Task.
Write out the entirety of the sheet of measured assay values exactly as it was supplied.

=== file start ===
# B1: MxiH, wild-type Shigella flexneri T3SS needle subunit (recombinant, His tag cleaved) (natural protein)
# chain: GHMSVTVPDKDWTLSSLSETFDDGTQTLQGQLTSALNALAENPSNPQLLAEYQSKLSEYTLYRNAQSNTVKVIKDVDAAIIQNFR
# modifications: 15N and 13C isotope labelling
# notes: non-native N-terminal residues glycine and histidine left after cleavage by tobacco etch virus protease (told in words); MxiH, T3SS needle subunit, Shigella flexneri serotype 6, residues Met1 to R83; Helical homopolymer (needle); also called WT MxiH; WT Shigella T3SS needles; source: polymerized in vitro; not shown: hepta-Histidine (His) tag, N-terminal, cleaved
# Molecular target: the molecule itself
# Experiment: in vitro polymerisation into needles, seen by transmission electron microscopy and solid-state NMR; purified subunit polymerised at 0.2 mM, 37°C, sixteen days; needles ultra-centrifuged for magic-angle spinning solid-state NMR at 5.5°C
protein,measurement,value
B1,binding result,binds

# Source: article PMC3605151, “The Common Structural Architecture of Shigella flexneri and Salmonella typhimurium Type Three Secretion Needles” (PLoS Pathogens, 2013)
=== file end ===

# B1: MxiH, wild-type Shigella flexneri T3SS needle subunit (recombinant, His tag cleaved) (natural protein)
# chain: GHMSVTVPDKDWTLSSLSETFDDGTQTLQGQLTSALNALAENPSNPQLLAEYQSKLSEYTLYRNAQSNTVKVIKDVDAAIIQNFR
# modifications: 15N and 13C isotope labelling
# notes: non-native N-terminal residues glycine and histidine left after cleavage by tobacco etch virus protease (told in words); MxiH, T3SS needle subunit, Shigella flexneri serotype 6, residues Met1 to R83; Helical homopolymer (needle); also called WT MxiH; WT Shigella T3SS needles; source: polymerized in vitro; not shown: hepta-Histidine (His) tag, N-terminal, cleaved
# Molecular target: the molecule itself
# Experiment: in vitro polymerisation into needles, seen by transmission electron microscopy and solid-state NMR; purified subunit polymerised at 0.2 mM, 37°C, sixteen days; needles ultra-centrifuged for magic-angle spinning solid-state NMR at 5.5°C
protein,measurement,value
B1,binding result,binds

# Source: article PMC3605151, “The Common Structural Architecture of Shigella flexneri and Salmonella typhimurium Type Three Secretion Needles” (PLoS Pathogens, 2013)